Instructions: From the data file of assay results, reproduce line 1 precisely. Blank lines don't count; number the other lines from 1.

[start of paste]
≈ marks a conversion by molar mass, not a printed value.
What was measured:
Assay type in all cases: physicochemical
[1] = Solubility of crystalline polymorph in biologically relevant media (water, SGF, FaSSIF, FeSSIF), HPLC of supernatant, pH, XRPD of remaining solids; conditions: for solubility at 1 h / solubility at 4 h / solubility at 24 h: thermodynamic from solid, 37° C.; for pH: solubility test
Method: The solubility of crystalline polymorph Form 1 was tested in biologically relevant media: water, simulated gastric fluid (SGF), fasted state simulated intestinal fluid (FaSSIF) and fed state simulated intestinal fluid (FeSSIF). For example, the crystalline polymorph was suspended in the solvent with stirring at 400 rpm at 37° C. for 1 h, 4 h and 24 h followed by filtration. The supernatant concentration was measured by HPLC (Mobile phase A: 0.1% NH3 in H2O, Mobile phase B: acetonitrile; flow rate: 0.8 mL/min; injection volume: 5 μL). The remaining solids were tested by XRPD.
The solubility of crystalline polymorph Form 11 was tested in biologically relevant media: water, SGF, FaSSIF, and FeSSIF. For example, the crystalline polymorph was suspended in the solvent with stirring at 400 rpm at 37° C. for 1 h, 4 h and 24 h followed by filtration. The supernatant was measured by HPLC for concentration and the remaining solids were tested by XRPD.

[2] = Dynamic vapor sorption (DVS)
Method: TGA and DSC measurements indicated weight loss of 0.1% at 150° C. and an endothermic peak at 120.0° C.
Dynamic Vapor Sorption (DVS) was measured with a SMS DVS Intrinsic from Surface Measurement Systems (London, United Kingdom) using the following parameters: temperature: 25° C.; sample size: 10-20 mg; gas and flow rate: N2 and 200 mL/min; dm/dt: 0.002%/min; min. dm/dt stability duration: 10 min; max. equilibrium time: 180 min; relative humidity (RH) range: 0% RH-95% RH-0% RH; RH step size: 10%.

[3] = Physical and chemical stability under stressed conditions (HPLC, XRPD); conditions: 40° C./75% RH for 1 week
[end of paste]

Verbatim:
≈ marks a conversion by molar mass, not a printed value.